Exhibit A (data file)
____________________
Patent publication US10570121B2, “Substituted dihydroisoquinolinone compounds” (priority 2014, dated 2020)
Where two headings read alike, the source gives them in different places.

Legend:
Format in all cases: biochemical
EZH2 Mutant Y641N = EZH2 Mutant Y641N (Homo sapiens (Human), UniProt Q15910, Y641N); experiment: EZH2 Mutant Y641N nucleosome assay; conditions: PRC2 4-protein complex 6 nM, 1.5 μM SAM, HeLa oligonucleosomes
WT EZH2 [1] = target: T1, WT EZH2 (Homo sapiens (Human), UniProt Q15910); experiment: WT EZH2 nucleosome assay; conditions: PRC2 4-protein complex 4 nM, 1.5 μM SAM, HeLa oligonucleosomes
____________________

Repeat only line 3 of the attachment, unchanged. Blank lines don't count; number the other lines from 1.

Legend: